D’Ansembourg victorious in truncated first Masters Endurance Legends race at Barcelona
Christophe d’Ansembourg proved triumphant in a Masters Endurance Legends race at Barcelona that was split in two halves. In the first of two races on the weekend of the Espíritu de Montjuïc event, Jamie Constable’s first-lap off in his Pescarolo-Judd 01 caused a lengthy safety-car period and an eventual red flag, as the car couldn’t be freed from its spot in the gravel trap.
On the restart, D’Ansembourg’s Lola-Aston Martin DBR1/2 charged past the pole-sitting Peugeot 908 of Kriton Lendoudis, the Greek subsequently keeping the Belgian honest right up until the chequered flag. In the meantime, both were passed on the road by Martin O’Connell in the Lola-Mazda B12/60 who had taken over from Steve Brooks during the mid-race break. Although O’Connell took the flag in first position, his 20-second elite driver penalty still needed to be applied, and this dropped him down to fifth behind Keith Frieser’s Zytek 09S and Steve Tandy’s Lola-Judd B12/60.
“That was a very strange race”, said D’Ansembourg. “When I saw the red flag, I didn’t even know if I was first or last! But after the restart I got Kriton quite quickly and then fought to keep him behind. The Peugeot is much faster out of the slow corners because all of its torque, but the Aston is faster on the straights.”
“One more lap, and I would have got him back”, said a despondent Lendoudis. “I’m unhappy, but there’s another chance later today.”
“It was very confusing!” said Frieser, “but it was quite good. I got besides the Mazda two or three times but couldn’t get past – it was fun!”
In seventh overall, Stuart Wiltshire took P2 class honours in his Ligier JSP2 while the Stephan Joebstl/Andy Willis Ligier JSP3 won in P3. In GTs, Jason Wright’s Ferrari 458 GT3 won from Fergus Paton’s Mosler MT900R.
“It was very lonely”, said Wright. “I thought I would be able to catch one of the P3 cars but not today…”
“It would have been nice to have had some more GT opposition”, said Paton about being unable to follow Wright’s Ferrari. “There’s a few years of development between Jason’s car and mine, and I think it shows.”
On an uncannily chilly Barcelona spring morning, ambient temperatures reaching no higher than an abysmal 3 degrees, the cars went sent on their way after a safety car start, with Lendoudis storming away from the front while Brooks was ambushed from behind by D’Ansembourg and Constable.
Keith Frieser’s Zytek 09S was up next, followed by Stuart Wiltshire in the leading P2 car, Tandy in the Judd-engined Lola B12/60, Newton in the second P2 car, Lukas Halusa’s invitational Group C Porsche 962 and Antoine D’Ansembourg in the ex-Didier Theys Dallara-ORECA DO05. Behind the younger D’Ansembourg, Stephan Joebstl led Craig Davies in the battle of the Ligier JSP3s, while Wright’s Ferrari 458 had kept ahead of Fergus Paton in the Mosler MT900R.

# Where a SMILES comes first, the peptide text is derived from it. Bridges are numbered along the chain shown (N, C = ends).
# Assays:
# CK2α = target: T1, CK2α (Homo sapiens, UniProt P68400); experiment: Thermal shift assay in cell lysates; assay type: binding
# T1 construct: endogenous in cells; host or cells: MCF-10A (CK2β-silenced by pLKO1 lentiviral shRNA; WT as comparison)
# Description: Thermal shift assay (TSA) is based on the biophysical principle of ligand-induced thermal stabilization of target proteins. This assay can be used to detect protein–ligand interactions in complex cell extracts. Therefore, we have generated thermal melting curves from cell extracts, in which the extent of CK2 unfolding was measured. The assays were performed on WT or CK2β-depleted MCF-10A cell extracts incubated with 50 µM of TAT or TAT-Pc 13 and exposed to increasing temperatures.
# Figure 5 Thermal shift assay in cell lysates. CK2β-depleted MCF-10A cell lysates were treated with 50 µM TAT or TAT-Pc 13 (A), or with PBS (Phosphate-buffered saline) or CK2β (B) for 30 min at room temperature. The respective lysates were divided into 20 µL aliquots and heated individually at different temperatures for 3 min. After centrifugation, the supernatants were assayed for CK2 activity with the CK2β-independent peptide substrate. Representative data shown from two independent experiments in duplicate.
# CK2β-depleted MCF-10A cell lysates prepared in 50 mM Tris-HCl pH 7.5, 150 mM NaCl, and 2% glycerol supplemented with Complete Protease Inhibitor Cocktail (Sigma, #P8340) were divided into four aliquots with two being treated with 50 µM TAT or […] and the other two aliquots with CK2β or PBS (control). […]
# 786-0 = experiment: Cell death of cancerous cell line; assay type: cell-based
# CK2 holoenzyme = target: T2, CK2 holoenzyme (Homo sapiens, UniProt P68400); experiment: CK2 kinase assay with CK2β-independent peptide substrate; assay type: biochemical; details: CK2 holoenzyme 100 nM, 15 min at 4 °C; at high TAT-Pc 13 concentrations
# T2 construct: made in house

But soon the safety car was back out, as Constable’s race had lasted no longer than some ten seconds, the Pescarolo-Judd 01 having spun off on cold tyres at turn 2. As the car was stuck in gear and proved impossible to move, the minutes ticked away, and with 24 minutes left on the clock, the red flag was out. With parc fermé rules applying initially, the cars were stopped on the main straight, with neither pitstops nor driver swaps allowed, but shortly after, the pit window opened, creating the possibility for tyre and driver changes.
For those drivers having done the opening stint, it was a shame that their actual racing action proved to be just two corners long, but that’s part of racing too… 15 minutes later, the race was restarted behind the safety car, with 12 minutes left on the clock. Right from the first green flag, D’Ansembourg had the bit between his teeth and moved to the front ahead of Lendoudis and Martin O’Connell, now in the Mazda-engined B12/60 started by Brooks. Frieser had jumped Wiltshire at the restart to be fourth, with Tandy, Halusa, Newton and D’Ansembourg Jr up next.
Aaron Scott, having taken over from Rick Carlino in the ORECA LMPC, had moved ahead of the Ligier JSP3 battle between Andy Willis (in Joebstl’s car) and Ron Maydon (in the start started by Davies), with Wright still leading Paton in GTs.
Next time around, O’Connell had moved past Lendoudis too, to chase after the Lola-Aston in the lead. On lap 11, O’Connell had closed the gap to a second and was ready to pounce. Indeed, the B12/60 passed the DBR1/2 halfway into lap 12 to immediately draw out an advantage of some two seconds. Lendoudis was still not far away in third, while only five seconds down on the leader, Frieser was looking to profit from any mistake ahead while having to keep an eye on his mirrors for Wiltshire and Tandy just behind the Canadian.
O’Connell used the two remaining laps to eek out a 5.7-second lead over D’Ansembourg before taking the chequered flag. D’Ansembourg only narrowly kept Lendoudis at bay, the Belgian staying ahead of the Greek by just three tenths. Frieser was fourth, while Tandy and Halusa each stole a place from Wiltshire on the final lap. Next up were D’Ansembourg Jr, Newton and Scott. But when the elite-driver time penalties of 20 seconds were added, Brooks/O’Connell were dropped to fifth, while Carlino/Scott fell behind the Ligier JSP3s of Joebstl/Willis and Davies Maydon. Jason Wright led the GT class all the way from Fergus Paton.
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